Reading Matters

‘The Joy of Less’ reminds us what’s important

I’m a sucker for any book that uses the words “declutter,” “simplify,” “the joy of less.” I can’t be encouraged too often to throw out, give away or donate items I use only rarely.

So I grabbed the latest in the Chicken Soup for the Soul books – “The Joy of Less: 101 Stories about Having More by Simplifying Our Lives,” by Amy Newmark and Brooke Burke-Charvet.

Anything new here?

Definitely. One woman wrote that after adding to all manner of her collections for years, she put a big table out by the curb, loaded it with “stuff,” and attached a sign saying, “FREE.”

A busy psychotherapist, who started breaking out in a rash, canceled her mid-day clients and started taking yoga. She said, “”Yoga is like putting on my reading glasses, allowing me to see what is closest to me, which can get blurred caring for others.”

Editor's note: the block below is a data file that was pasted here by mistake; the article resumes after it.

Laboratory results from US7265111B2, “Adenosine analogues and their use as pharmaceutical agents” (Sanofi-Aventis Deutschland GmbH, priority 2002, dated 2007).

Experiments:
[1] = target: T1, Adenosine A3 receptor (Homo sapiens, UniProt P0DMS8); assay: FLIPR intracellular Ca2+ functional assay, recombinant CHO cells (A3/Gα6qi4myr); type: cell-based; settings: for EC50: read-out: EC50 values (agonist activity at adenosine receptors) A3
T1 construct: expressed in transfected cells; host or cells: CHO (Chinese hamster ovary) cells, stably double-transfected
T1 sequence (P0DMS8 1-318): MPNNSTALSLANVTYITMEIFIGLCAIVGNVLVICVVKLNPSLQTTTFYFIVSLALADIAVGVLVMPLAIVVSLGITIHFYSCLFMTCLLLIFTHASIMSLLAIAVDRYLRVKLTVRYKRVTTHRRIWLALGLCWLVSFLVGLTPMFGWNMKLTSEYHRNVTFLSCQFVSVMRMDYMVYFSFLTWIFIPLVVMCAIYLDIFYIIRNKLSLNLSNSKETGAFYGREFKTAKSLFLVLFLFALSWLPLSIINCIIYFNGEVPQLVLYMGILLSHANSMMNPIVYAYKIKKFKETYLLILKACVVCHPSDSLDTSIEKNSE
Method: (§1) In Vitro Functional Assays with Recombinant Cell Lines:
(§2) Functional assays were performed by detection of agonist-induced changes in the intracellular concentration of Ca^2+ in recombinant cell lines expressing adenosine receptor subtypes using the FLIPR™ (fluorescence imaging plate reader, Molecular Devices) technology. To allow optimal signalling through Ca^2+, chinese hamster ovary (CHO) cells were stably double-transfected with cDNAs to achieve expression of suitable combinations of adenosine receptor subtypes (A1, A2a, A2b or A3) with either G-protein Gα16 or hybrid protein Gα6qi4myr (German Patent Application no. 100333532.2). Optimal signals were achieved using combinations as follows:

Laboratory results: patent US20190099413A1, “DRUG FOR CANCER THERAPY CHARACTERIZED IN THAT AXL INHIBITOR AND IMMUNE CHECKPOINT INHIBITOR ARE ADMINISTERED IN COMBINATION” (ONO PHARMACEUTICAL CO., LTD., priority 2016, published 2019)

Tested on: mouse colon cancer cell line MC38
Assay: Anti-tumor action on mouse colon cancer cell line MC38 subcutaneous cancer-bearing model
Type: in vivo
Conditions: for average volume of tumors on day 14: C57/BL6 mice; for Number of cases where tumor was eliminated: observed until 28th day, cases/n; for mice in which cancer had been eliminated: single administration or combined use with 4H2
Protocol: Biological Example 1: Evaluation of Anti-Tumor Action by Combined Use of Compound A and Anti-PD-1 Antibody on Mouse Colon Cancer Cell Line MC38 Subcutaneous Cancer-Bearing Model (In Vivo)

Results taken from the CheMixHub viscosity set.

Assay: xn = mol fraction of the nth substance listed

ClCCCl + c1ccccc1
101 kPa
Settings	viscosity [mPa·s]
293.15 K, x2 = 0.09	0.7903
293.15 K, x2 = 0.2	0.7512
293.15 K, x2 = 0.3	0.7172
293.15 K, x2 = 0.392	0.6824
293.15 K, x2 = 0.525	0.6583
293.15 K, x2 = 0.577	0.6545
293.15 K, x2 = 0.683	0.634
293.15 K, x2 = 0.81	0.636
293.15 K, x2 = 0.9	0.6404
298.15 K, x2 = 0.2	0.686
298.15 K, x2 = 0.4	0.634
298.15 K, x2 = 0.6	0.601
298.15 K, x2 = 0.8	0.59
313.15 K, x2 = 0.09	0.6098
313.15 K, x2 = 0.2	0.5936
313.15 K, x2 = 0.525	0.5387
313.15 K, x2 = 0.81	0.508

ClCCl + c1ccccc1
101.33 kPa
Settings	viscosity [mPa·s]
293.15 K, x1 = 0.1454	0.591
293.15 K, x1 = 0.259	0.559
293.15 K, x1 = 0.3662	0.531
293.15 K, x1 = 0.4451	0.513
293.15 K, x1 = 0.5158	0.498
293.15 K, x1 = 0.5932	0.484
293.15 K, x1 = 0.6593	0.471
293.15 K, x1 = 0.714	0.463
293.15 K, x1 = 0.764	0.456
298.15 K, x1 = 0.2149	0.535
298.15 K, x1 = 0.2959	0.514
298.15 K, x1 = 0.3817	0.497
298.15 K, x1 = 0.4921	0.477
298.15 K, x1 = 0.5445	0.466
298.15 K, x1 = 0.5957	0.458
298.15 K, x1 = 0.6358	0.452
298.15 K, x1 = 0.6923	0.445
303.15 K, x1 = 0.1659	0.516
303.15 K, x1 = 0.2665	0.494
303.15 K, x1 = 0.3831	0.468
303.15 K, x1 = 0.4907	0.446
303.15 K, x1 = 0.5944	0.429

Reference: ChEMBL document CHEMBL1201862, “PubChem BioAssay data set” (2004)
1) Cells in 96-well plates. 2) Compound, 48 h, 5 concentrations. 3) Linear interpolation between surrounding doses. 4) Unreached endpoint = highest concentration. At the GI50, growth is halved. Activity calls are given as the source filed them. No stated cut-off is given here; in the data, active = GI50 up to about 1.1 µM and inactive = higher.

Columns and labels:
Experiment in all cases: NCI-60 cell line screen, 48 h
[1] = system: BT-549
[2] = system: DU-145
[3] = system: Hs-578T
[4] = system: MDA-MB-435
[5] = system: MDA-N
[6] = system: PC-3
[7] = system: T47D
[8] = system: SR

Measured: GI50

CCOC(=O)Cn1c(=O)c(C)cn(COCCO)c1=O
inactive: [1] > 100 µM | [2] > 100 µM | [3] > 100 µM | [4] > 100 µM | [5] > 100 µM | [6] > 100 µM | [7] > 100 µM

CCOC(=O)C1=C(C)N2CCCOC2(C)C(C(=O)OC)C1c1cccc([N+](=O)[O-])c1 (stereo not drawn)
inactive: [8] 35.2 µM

A woman living on her retirement check at last gave up her storage unit – and the bill that went with it – and, in the process, found a box of broken jewelry. She took the box to a gold redemption place and got $1,500.

Of course some of the chapters are a bit sappy. But they each remind me that I could live with less, and that’s a reminder I need every day. As Socrates said: “The secret of happiness, you see, is not found in seeking more, but in developing the capacity to enjoy less.”